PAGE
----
The UK EU referendum debacle …

I don’t consider myself political. I don’t like clubs as I have  blogged before, and no clubs are more abhorrent to me than political parties.  I admire those that proudly wear their politics on their sleeve, but I personally struggle to understand how anyone could ever constrain all their thoughts and beliefs to the inside of a blue or red box of thinking and ideology.

I have beliefs. I believe passionately in the NHS and the welfare state, I want those unable to help themselves to be supported by a caring society, and I support controlled immigration. I also believe in incentivising companies to establish themselves in the UK to bolster our workforce, and I believe in meritocracy. However I know by saying all those things that doesn’t place me in either a blue, yellow or red box, for all parties will claim all these beliefs too.  Even UKIP will claim controlled immigration, whilst Labour will claim to be the party of business and finance and the Tories the protectors (and creators) of the NHS. In summary, everyone is in favour of everything nice and against everything nasty.

And so in an attempt to try and pin ones colours to any mast at election or referendum time, one has to dig deeper into the subtle, twisty-turny definitions and sub-texts, and more often than not you come out of that process more confused than ever before.

And all this is perfectly exemplified by the current EU Referendum here in the UK.

Let me lay out my beliefs. I am a passionate Europhile. My family and I have been immigrants in Germany (’95-’97) and although not the EU, we were also immigrants in USA (’98-’00), so I strongly support immigration too.  Those two family adventures where we lived overseas in other cultures are possibly the richest, fondest and most positive experiences of my life. My wife and I travel to continental Europe whenever time and money permits because we love to eat, drink and walk through the streets of our continental neighbours, absorbing their culture and history and always leaving feeling richer as a result.

Yet I am also deeply, deeply frustrated by the EU. It feels like a victim of its own success. In trying to serve 28 masters it serves none. It feels horrendously complex, probably because it has to be with 28 masters where compromise means no-one gets what they want. And it appears to be so overly bureaucratic as to be almost stagnant. I don’t understand who elects these people, I don’t know who these people are and I couldn’t name any of them either (shame on me). What I do see are largely facile rulings and decisions – who can call their cheese ‘Cheddar’, Cadbury’s chocolate can’t be called chocolate, bananas that are too curved, bread toasters to be banned, children under 8 not allowed to blow up balloons, etc. And then we have the Common Agricultural Policy subsidising farmers to produce goods nobody wants or needs.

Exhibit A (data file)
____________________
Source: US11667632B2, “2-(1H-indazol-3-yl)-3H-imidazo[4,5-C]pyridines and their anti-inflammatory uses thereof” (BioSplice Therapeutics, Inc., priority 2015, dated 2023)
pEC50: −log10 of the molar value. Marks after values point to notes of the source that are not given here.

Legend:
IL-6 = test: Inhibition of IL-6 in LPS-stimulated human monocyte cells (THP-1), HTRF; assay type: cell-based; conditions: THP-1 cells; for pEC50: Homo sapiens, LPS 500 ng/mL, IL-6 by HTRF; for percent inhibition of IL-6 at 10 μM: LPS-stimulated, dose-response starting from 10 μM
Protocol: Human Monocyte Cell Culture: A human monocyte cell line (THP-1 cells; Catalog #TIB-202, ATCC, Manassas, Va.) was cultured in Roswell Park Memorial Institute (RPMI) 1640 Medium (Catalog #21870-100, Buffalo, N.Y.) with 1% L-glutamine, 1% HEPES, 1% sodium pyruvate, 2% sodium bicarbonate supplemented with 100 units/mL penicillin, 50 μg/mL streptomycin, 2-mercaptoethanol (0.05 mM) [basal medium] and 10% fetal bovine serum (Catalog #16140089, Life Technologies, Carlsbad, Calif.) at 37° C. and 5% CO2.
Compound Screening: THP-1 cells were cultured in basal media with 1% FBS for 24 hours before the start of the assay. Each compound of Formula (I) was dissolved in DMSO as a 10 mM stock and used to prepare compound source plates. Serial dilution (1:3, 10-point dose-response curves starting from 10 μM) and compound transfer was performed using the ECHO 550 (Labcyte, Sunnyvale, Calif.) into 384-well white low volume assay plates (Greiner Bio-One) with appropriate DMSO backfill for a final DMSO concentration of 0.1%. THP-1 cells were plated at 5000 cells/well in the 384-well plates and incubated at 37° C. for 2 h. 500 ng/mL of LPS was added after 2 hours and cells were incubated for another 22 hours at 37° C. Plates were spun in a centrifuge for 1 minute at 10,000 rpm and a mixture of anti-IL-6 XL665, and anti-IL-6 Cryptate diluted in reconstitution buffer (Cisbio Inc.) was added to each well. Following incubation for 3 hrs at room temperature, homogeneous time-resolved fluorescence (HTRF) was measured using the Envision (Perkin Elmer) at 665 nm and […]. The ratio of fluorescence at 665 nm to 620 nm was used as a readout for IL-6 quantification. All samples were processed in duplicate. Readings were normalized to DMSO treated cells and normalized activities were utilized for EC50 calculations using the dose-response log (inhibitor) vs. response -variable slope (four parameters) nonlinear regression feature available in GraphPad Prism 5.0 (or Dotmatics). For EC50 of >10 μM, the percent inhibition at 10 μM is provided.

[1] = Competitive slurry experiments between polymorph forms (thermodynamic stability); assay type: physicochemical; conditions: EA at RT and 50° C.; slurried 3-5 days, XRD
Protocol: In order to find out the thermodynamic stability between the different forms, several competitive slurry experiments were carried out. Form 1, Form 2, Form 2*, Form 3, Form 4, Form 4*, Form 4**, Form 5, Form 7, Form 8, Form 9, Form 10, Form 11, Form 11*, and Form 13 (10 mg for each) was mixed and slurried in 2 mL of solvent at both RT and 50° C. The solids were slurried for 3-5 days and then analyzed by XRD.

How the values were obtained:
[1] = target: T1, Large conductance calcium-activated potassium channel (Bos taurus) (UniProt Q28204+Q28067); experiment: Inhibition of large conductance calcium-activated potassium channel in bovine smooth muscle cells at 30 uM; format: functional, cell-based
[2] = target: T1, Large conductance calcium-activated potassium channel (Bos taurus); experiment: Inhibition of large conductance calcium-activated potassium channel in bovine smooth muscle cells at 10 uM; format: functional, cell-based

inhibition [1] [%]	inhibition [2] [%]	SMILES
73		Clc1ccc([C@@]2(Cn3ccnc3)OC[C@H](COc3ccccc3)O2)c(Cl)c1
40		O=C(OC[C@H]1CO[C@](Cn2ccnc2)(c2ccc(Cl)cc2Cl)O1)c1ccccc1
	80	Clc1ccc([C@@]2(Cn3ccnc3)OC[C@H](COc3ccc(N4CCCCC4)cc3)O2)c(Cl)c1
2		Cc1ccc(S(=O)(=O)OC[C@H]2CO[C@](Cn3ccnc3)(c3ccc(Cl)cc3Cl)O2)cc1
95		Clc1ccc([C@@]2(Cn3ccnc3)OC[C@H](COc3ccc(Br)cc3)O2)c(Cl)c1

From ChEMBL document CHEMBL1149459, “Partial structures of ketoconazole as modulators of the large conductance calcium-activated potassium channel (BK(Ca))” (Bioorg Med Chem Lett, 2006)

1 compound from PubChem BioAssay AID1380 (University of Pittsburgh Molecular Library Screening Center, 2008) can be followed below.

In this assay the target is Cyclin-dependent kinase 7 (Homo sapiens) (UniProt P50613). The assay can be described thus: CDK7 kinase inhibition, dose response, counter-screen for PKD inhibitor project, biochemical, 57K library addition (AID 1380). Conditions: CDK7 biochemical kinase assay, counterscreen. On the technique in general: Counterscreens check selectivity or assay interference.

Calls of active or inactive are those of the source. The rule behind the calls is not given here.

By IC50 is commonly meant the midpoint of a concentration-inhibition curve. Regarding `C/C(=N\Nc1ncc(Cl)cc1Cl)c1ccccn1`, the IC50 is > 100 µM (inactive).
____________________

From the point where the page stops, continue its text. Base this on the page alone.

And so here I am, I want to be in Europe, I want to be part of Europe, but I am deeply frustrated by the EU. Do we stay and fight for change from within? Haven’t we been trying to do that since the inception of the common market, and if anything things seem to be getting worse? Or do we Brexit and start afresh doing everything ourselves? At least we would then have accountability, we would have decisions made by people we can vote in or out. But what about rulings that don’t respect borders – what about terrorism? air pollution? environmental issues? These issues clearly don’t respect our nationalistic borders, and yet impact us significantly and surely benefit best from common purpose and cross European debate? And if we leave what model should we adopt? The Norwegian model? the Swiss model? Canadian model? No-one seems to know and the Brexit strategy does feel rather uncertain.

And the more one reads, the more confused one gets.  The hyperbole, misdirection and spurious lies from both sides is horrendous and completely unhelpful. Claims that holidays will cost £250 more if we Brexit are nonsense, as are claims from the Brexit side that we will sign trade deals with 28 countries in a matter of months. And everyday the claims and counter claims become ever more insidious and ridiculous. Surely they see this don’t they? So is that their intent? To aim to confuse, to obfuscate the truth through a smokescreen of lies and deception?

Once again I find myself struggling to join any club, staring balefully through the EU debating playground railings, seeing others joyously pinning their rosettes to their EU referendum jackets.

I feel slightly envious, yet the harder I try, the more I listen, the more I read, the more I search and research, the more confused I become.

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